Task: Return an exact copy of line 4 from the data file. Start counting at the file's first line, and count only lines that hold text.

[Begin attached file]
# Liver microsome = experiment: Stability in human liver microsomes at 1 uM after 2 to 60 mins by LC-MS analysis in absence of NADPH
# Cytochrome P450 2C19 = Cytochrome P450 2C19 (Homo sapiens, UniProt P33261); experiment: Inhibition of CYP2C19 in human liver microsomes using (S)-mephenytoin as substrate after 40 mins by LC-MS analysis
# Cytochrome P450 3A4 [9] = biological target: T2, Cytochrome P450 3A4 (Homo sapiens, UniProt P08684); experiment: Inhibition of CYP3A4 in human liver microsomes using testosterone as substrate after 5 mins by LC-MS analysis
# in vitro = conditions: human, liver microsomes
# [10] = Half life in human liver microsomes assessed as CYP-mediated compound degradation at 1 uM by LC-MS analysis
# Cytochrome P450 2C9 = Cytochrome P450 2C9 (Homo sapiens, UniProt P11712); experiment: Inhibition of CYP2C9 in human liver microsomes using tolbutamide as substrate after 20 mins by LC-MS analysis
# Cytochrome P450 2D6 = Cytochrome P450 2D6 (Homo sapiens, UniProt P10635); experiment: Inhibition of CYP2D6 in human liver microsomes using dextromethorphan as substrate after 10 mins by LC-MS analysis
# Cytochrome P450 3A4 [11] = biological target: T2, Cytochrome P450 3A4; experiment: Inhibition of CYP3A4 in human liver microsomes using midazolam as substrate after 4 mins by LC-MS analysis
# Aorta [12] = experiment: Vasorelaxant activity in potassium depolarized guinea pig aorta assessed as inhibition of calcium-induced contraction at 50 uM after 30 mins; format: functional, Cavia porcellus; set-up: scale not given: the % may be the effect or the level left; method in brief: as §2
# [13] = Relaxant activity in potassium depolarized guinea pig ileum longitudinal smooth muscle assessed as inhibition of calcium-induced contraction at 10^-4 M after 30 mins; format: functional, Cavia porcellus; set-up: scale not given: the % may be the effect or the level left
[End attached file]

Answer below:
# in vitro = conditions: human, liver microsomes